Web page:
30 March 2006

On blowing my own trumpet

...because as my mother used to say, "no-one else will blow it for you!"

It's not exactly media-hype; but thanks to Steven Jones for a very fair, if skilfully selective, account of our discussion at the link in the heading. So far, I haven't the
chutzpah to put a direct link on my site, but I'll get there!

I drafted what's above a week or so ago as soon as the article was on the web, but forebore to publish. It would be self-indulgent, I thought.

But my brother mentioned it to the former head of my primary(elementary) school (she actually took over after I left, but my mother was still teaching there... I haven't mentioned before that my mother was once my class teacher, have I? Well, doctor.........) She is 93; she wrote me a real (paper and ink) letter, in a beautiful teacher's hand, which was generally very complimentary.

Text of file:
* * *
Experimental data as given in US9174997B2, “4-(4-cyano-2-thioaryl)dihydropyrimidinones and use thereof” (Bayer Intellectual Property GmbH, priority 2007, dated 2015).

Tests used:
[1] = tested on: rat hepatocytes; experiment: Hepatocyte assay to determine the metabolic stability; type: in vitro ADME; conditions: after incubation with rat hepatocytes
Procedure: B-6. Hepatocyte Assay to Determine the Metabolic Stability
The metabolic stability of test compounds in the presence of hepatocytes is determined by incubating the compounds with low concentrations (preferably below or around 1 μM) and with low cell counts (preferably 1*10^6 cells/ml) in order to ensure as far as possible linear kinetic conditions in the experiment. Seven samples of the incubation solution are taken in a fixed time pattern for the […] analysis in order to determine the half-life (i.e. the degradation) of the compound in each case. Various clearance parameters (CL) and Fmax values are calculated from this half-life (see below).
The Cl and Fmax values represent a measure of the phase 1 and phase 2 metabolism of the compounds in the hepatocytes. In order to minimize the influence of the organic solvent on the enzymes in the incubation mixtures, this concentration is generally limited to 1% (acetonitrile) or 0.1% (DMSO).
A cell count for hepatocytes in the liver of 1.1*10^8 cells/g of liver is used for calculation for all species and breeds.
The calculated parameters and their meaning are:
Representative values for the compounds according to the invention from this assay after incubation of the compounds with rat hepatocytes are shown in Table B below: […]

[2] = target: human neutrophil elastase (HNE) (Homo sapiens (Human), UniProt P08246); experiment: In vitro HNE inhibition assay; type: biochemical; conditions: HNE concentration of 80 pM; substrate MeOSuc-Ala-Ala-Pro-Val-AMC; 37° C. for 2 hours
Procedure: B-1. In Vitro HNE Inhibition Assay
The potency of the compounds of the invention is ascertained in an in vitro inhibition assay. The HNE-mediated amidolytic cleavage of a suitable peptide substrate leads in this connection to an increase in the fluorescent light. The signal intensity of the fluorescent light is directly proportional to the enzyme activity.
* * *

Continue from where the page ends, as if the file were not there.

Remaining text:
But, she picked me up on my (reported) use of "bureaucratise". Had I succumbed to the very jargon I castigate?

Apart from being delighted at the feedback, I felt at once as if I were before her at the teacher's desk for having yet again mis-spelled "becuase" (sorry! "because"). Two reflections;

  • the potency of the teacher/pupil relationship. For better or worse, it has an impact fifty-two years later. The UK teaching development agency has a slogan, "No-one ever forgets a good teacher". I'm not so sure about that; few people forget bad teachers, either. But I am still challenged by her comment much more than I would be had it come from anyone else!
  • Her integrity; she gave me that feedback. It was I (I have to careful about syntax here--she might read this!--should I say "me" as assumed object, or "I" as the technically correct complement?) who volunteered the information, but she could not forebear to correct me.
I can't begin to express the happy confusion of feelings this exchange engendered. Mrs B retired 30+ years ago, but she is still a teacher at heart. There's a chiasmus here; "You can take the person out of teaching, but you can't take the teacher out of the person." It could work nastily, but this was wholly benign, and I was delighted.

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